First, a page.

A still further feature of the invention is the provision of a salvage tool of the type set forth which is of simple and economical construction.
Certain ones of these and other features of the invention are attained by providing a salvage tool for turning worn, damaged or seized threaded fasteners comprising: a body having an axis of rotation and plural fastener-engaging surfaces including opposed fastener-engaging surfaces on opposite sides of the axis for respectively engaging opposite sides of a fastener, each of the fastener-engaging surfaces having inner and outer ends spaced apart in use substantially axially, each of the opposed fastener-engaging surfaces being arcuate in transverse cross section perpendicular to the axis and sloping away from the axis from the inner end toward the outer end.
The invention consists of certain novel features and a combination of parts hereinafter fully described, illustrated in the accompanying drawings, and particularly pointed out in the appended claims, it being understood that various changes in the details may be made without departing from the spirit, or sacrificing any of the advantages of the present invention.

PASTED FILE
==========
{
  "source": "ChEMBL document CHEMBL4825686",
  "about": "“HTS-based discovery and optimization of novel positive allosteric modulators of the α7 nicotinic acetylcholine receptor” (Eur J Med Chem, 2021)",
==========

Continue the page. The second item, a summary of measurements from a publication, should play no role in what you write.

For the purpose of facilitating an understanding of the invention, there is illustrated in the accompanying drawings a preferred embodiment thereof, from an inspection of which, when considered in connection with the following description, the invention, its construction and operation, and many of its advantages should be readily understood and appreciated.
FIG. 1 is a fragmentary sectional view of a salvage tool in accordance with a first embodiment of the present invention, shown applied to an associated fastener;
FIG. 2 is a reduced, perspective view of a vertical cross section through the salvage tool of FIG. 1;
FIG. 3 is a view similar to FIG. 1 with the fastener removed;
FIG. 4 is a bottom plan view of the salvage tool as illustrated in FIG. 3;
FIG. 5 is a view similar to FIG. 3 of a second embodiment of the invention; and
FIG. 6 is a bottom plan view of the salvage tool as illustrated in FIG. 5.
Referring now to FIGS. 1-4, there is illustrated a salvage tool in the nature of a socket tool 10, constructed in accordance with a first embodiment of the invention, and adapted for turning an associated threaded fastener, such as a nut 15 on an associated bolt or stud 16. While the tool 10 is illustrated in FIG. 1 as applied to a nut, it will be appreciated that it is also applicable to headed fasteners, such as bolts, screws or the like.